I then had an hours wait till an entertaining programming lecture with Rob Miles, followed by a Operating Systems lectures, followed by IT and professionalism — a busy 3 hour stretch.
After another hours wait in Sanctuary (the Hull Student Union bar) I headed to meeting room 4 of Student House for a seminar provided by the Oracle Education Foundation. Oracle is a huge multinational software company which owns a 42% share of the database market around the world. It is estimated that 80% of working people will have used at least 1 Oracle product today, a massive figure!
I don’t usually look favourably upon Oracle for the issues that have occurred with MySQL since Oracle aquired MySQL AB, however this seminar was absolutely fantastic and gave great insight into the technology sector job market and globalisation as a whole. Essentially due to previously undeveloped countries, such as India, suddenly becoming big in the technology coupled with remote employment (people working from home, anywhere in the world, with some “teams” spanning multiple continents) the amount of people applying for each Computer Science role has increased, meaning more competition — because of this each of us has to have as strong a list of skills and CV as possible.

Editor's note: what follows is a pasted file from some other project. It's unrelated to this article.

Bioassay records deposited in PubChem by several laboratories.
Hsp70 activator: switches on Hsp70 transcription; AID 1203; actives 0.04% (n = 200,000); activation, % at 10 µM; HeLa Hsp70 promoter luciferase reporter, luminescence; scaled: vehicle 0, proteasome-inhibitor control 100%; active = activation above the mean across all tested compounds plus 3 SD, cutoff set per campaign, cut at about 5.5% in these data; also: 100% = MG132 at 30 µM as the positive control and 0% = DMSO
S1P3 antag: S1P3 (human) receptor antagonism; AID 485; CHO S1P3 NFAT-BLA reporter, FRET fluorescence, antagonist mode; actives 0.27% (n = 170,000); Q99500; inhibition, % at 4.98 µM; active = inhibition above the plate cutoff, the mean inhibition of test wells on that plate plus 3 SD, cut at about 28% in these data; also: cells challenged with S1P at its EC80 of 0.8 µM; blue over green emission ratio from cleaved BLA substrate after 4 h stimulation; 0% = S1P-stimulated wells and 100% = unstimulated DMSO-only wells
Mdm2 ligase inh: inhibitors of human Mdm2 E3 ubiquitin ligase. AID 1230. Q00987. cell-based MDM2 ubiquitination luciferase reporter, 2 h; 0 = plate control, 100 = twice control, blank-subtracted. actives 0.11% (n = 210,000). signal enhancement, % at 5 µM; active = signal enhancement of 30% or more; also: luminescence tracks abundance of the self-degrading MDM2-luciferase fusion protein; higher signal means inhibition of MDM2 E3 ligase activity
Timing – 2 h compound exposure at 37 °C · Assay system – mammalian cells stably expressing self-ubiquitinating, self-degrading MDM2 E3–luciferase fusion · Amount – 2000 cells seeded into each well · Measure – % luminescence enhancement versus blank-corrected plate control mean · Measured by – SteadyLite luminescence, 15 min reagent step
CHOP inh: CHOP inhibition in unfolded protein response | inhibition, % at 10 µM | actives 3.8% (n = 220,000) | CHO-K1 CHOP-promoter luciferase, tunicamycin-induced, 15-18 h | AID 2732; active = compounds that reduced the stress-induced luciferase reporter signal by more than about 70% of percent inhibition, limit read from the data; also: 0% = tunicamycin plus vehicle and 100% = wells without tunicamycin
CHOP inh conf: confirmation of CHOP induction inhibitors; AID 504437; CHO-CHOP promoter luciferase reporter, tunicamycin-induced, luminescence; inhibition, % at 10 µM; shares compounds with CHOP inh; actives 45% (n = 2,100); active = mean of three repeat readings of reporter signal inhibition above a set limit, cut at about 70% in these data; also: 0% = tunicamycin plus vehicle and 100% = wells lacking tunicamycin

Oracle therefore offer a competition to allow people to acquire and hone their skills and add to their CV, its called ThinkQuest as you may have assumed from the title. The outline of the competition is that you have a team of 1 – 6 as well as an adult (usually lecturer) team leader to guide you and you outline an issue that you feel needs solving, e.g. “children’s rights” and then develop a solution (either an application or website). The team who last year chose “children’s rights” as an issue created a website and games to raise awareness of the issue and came in second place.
Its a competition so it has prizes! These include
- Trips to San Francisco to meet top Oracle Developers for a week
- Money for your uni
- Chance to apply for a PAID internship
I will start this post with an admission, as anyone who has even spoken to me on the topic of Apple Inc or any of their products will tell you I really really dislike the company, their ideology, their methods, their attitude and their products. None of it sits well with my thoughts and feelings about computing. This isn’t an anti-jobs thread though — I must admit I was shocked and saddened to hear of Steve Jobs death when I woke up this morning and I think it is a great loss to the computing world and the world as a whole in some regards.